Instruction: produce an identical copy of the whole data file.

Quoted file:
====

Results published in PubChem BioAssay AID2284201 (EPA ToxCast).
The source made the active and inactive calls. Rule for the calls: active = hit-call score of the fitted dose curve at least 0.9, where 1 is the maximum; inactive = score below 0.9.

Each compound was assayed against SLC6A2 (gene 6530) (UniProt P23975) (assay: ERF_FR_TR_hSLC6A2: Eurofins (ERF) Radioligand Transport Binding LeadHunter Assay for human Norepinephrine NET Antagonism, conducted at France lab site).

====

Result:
Results published in PubChem BioAssay AID2284201 (EPA ToxCast).
The source made the active and inactive calls. Rule for the calls: active = hit-call score of the fitted dose curve at least 0.9, where 1 is the maximum; inactive = score below 0.9.

Each compound was assayed against SLC6A2 (gene 6530) (UniProt P23975) (assay: ERF_FR_TR_hSLC6A2: Eurofins (ERF) Radioligand Transport Binding LeadHunter Assay for human Norepinephrine NET Antagonism, conducted at France lab site).